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Eleven Ukrainian children taken to Russian-held territory to be reunited with families in Qatari deal

It is the third – and largest – group of children that Qatar has helped return to their families in Ukraine. Their ages range from two to 16

Bel Trew
Chief International Correspondent
Monday 19 February 2024 16:33 GMT
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Some of the children at the Qatari embassy in Moscow
Some of the children at the Qatari embassy in Moscow (Qatar Foreign Ministry)

Eleven Ukrainian children taken to Russian-controlled territory will be reunited with their families in Ukraine in a deal negotiated by Qatar.

This is the third – and largest – group of children that Qatar has helped return to their families in Ukraine as it positions itself as a key mediator, not just in the Middle East, but in other major conflicts across the world.

Several of the children, who are aged between two and 16 years old, have special medical needs and require medical assistance, Qatari officials said on Monday.

Ukrainian officials say that more than 19,000 Ukrainian children have been illegally taken to Russian-occupied territory or to Russia itself since Russian president Vladimir Putin invaded Ukraine in February 2022. So far, just under 400 have been returned home, while the whereabouts of many others remain unknown.

Russia’s children’s rights commissioner Maria Lvova-Belova has said in televised interviews that Moscow has “evacuated” as many as 700,000 Ukrainian children to Russia, and that many have been adopted by Russian families. Ms Lvova-Belova and President Putin are both subject to International Criminal Court arrest warrants for the unlawful deportation of children.

The 11 children Qatar is helping bring back to Ukraine on Monday are being hosted at the Qatari embassy in Moscow as they wait to be escorted back to their families.

“For over six months, Qatar has been working closely with its Russian and Ukrainian counterparts, making progress on the reunification initiative but also looking for ways to build trust in other areas,” said Lolwah al-Khater, Qatar’s minister of state for international cooperation. She added that Doha now has a “firmly established’ mechanism in place to bring children home safely.

Ukrainian president Volodymyr Zelensky visits the frontline positions of Ukrainian troops in northeastern Ukraine. The war is about to enter its third year (Ukrainian presidential press service/AFP via Getty)

“This initiative reinforces Qatar’s position that dialogue is the only way to build understanding, even between adversaries. We will continue to mediate between the two sides as long as it is requested, with the hope that it can eventually lead to a de-escalation in the conflict.”

The 11 children ended up in Russian-controlled territory for different reasons, as Russia’s invasion of Ukraine tore through some of their hometowns.

Two of the youngest, aged just five and six, were living in a care home for children with disabilities at the start of the war, and were taken by Russian officials during the offensive to a facility in Russian-controlled Crimea.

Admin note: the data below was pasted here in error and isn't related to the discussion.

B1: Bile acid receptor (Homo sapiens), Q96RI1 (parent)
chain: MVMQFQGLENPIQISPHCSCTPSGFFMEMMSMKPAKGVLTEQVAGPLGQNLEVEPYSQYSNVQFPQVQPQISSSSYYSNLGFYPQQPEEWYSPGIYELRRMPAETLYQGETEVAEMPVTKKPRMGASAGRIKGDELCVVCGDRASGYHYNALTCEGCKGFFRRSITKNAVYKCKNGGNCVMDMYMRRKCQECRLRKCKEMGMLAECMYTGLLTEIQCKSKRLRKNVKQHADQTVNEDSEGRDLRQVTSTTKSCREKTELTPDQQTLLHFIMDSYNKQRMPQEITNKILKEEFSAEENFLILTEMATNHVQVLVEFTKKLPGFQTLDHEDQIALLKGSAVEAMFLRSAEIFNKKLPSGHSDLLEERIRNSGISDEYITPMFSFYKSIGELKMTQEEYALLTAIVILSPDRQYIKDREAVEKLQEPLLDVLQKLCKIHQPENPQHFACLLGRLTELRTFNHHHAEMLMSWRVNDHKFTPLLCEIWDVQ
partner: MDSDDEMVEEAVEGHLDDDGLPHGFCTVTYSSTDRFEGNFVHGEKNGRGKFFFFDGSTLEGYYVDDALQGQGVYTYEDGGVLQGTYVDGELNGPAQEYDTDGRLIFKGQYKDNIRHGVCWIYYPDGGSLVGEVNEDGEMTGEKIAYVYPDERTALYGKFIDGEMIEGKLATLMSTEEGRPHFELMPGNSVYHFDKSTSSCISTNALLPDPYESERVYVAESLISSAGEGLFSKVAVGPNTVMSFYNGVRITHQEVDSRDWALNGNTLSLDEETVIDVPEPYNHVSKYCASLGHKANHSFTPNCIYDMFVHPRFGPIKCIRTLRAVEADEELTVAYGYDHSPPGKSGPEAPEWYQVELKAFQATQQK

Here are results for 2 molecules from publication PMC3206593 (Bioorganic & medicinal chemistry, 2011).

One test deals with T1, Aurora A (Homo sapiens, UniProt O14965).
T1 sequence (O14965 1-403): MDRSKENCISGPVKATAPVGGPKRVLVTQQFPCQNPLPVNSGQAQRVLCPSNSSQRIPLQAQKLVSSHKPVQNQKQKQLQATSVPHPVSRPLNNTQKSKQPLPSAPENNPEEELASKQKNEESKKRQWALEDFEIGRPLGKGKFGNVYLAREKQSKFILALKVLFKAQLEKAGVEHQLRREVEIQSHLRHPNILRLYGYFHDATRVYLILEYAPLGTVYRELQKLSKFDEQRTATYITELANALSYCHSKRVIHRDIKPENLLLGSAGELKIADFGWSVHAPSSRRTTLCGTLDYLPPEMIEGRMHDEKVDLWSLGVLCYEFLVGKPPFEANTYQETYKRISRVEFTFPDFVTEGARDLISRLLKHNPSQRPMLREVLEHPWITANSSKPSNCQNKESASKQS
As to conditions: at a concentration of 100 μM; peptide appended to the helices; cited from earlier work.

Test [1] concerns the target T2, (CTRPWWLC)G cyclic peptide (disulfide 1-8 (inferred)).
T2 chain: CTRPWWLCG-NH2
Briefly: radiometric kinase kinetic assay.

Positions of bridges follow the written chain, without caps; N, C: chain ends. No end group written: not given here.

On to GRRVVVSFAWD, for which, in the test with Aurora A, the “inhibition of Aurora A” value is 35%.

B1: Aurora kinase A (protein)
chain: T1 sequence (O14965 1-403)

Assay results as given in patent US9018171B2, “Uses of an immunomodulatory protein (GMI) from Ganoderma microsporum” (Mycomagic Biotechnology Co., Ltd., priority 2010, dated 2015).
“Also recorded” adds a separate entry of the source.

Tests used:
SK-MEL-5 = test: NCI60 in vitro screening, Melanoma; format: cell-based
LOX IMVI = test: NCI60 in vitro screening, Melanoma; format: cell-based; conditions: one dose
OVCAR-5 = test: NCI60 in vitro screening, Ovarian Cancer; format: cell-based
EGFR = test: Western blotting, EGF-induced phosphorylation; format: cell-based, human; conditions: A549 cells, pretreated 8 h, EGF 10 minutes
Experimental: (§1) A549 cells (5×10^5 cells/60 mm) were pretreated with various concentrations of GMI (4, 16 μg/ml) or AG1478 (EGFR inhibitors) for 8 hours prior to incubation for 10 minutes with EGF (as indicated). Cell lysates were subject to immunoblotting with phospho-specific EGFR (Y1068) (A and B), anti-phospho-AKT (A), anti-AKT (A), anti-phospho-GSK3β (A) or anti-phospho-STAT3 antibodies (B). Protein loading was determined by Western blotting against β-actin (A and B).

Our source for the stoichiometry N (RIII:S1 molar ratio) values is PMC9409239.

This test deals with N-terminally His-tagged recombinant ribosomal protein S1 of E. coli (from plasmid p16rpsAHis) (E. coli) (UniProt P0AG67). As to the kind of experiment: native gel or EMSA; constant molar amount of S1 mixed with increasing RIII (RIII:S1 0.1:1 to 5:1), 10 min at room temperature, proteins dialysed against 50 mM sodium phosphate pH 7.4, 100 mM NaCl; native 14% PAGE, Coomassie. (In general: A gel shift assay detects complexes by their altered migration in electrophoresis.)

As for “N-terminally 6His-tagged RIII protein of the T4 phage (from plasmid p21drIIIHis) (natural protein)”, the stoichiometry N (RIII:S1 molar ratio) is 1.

A 10-year-old and two teenagers ended up on their own in Russian-controlled parts of the Zaporizhzhia and Donetsk regions when their mothers died last year. They are now being reunited with their wider families who are in Ukraine.

The family of another teenage boy were killed as they tried to evacuate from Luhansk in the east. The 16-year-old will be reunited with his aunt in Ukraine.

A 14-year-old boy is expected to be reunited with his mother, who was a Ukrainian prisoner-of-war in 2022 but has since been released.

The youngest are twins aged just two years old, who were placed in a children’s home in Russian-occupied territory by their parents, who were struggling financially. Their uncle, who is in Ukraine, has since taken custody of them.

Qatari minister Ms Khater said it was “heartwarming” to see the children safely reunited with their families in Ukraine, and pledged to continue to mediate for as long as it is requested.

A Qatari official said Qatar had received a request from Ukraine to assist in bringing the children home, and that the Gulf country was “committed” to the safe return of children to Ukraine.

There was no immediate comment from the Ukrainian side. But Ukrainian senior officials, including the first lady of Ukraine, Olena Zelenska, have said in past interviews with The Independent that they were working on international cooperation with third countries to help retrieve the children, and that they believed the removal of children to Russia was part of a deliberate attempt to erase Ukrainian culture and identity.

Ukrainian officials have said they have evidence that some of the children are taken to “re-education” camps to learn the Russian language along with Russian culture and history. The Independent uncovered evidence of children with disabilities being given Russian passports.

Last summer, Ms Zelenska told The Independent that she believed the illegal transfer of children was one of the most “terrible and most disgusting crimes of this war”.

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